• Our Brother SE-600 machines have a max area of 100x100mm. Split up larger embroiders strategically or consider other options like heat transfer vinyl or iron-on transfer paper!
  • With that max size in mind, check your design to avoid tiny lines and details. Not only will it not turn out but it could also tangle up threads.
  • If you’re trying to get your design on thicker or stiffer materials, try making patches on fabrics like cotton and sew it on by hand instead! You’ll avoid breaking needles and you’ll get better quality embroidery.
  • Got large patches of one color in your design? Try to find fabric in that color instead of sewing it. It’ll probably be cheaper and it will cut down on embroidery time.

 

orientation-image

build IT Orientation

A RedID is required to attend this orientation workshop.

This orientation is required for anyone wanting to access build IT. It will provide a general introduction to the space, best practices and for its use, and importantly, an introduction to potential hazards, protective equipment, and other aspects of safe Makerspace use.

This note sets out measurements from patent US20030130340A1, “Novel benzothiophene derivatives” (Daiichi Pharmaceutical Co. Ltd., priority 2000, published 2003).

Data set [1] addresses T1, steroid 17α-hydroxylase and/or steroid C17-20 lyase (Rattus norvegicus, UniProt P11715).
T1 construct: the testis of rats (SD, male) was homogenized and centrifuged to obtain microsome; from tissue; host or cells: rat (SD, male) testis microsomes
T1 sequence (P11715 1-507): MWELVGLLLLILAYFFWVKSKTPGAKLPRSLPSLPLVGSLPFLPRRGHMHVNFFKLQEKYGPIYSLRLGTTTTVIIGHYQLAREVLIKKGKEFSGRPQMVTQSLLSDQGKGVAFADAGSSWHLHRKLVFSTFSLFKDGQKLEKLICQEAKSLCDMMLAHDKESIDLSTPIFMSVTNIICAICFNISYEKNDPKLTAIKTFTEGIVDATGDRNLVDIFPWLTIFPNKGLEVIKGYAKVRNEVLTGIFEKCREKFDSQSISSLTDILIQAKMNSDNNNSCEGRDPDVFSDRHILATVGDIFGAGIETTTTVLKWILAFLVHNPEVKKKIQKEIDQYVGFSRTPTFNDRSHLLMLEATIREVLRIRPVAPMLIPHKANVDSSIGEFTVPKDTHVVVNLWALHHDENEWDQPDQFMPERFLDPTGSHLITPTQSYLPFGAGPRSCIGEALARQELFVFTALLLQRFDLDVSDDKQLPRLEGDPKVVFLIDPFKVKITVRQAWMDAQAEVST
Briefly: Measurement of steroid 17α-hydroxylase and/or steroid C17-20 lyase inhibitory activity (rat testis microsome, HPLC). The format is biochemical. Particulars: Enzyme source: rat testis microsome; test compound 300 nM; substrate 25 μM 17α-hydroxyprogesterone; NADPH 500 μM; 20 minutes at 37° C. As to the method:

After this orientation, attendees will be given card access to use build IT during open hours.

Be sure to RSVP here

orientation-image

build IT Orientation

A RedID is required to attend this orientation workshop.

This orientation is required for anyone wanting to access build IT. It will provide a general introduction to the space, best practices and for its use, and importantly, an introduction to potential hazards, protective equipment, and other aspects of safe Makerspace use.

After this orientation, attendees will be given card access to use build IT during open hours.

Be sure to RSVP here

orientation-image

build IT Orientation

A RedID is required to attend this orientation workshop.

This orientation is required for anyone wanting to access build IT. It will provide a general introduction to the space, best practices and for its use, and importantly, an introduction to potential hazards, protective equipment, and other aspects of safe Makerspace use.

After this orientation, attendees will be given card access to use build IT during open hours.

Be sure to RSVP here